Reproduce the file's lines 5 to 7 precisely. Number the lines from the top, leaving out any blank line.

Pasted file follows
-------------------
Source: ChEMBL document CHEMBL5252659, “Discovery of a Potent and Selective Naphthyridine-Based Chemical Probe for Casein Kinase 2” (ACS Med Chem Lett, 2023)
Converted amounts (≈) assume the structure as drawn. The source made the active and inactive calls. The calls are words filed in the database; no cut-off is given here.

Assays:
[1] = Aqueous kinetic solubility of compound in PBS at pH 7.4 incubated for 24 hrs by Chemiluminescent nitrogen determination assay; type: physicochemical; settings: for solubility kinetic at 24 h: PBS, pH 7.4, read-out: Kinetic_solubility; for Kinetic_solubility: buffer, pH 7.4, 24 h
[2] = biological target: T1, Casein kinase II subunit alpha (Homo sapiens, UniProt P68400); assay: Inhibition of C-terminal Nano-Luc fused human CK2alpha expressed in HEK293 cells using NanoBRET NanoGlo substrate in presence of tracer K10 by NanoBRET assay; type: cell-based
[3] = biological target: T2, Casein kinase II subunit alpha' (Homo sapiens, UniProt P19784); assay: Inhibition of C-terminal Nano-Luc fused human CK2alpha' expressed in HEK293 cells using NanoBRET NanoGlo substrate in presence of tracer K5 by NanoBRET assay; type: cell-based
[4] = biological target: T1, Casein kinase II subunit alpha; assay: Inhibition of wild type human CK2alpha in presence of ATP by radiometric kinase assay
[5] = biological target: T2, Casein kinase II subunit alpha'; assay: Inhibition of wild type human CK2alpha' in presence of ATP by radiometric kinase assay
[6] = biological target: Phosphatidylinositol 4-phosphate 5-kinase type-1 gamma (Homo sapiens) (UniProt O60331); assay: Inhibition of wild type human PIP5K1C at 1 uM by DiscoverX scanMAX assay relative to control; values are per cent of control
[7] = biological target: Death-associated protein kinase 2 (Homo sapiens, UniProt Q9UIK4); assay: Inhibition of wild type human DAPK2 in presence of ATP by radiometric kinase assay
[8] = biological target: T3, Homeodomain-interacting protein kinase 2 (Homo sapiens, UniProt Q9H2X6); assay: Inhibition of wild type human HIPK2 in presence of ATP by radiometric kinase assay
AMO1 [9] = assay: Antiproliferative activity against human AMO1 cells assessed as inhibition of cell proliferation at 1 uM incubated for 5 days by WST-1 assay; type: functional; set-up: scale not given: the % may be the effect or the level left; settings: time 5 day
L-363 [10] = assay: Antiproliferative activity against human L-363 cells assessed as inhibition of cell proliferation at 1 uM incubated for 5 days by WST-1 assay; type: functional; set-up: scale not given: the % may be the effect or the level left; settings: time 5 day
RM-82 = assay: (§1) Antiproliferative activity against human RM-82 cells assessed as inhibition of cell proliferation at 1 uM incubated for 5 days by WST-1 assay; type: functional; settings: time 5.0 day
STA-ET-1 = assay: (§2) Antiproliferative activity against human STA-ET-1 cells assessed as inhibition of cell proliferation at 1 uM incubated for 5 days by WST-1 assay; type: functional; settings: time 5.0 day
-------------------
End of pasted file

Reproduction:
[2] = biological target: T1, Casein kinase II subunit alpha (Homo sapiens, UniProt P68400); assay: Inhibition of C-terminal Nano-Luc fused human CK2alpha expressed in HEK293 cells using NanoBRET NanoGlo substrate in presence of tracer K10 by NanoBRET assay; type: cell-based
[3] = biological target: T2, Casein kinase II subunit alpha' (Homo sapiens, UniProt P19784); assay: Inhibition of C-terminal Nano-Luc fused human CK2alpha' expressed in HEK293 cells using NanoBRET NanoGlo substrate in presence of tracer K5 by NanoBRET assay; type: cell-based
[4] = biological target: T1, Casein kinase II subunit alpha; assay: Inhibition of wild type human CK2alpha in presence of ATP by radiometric kinase assay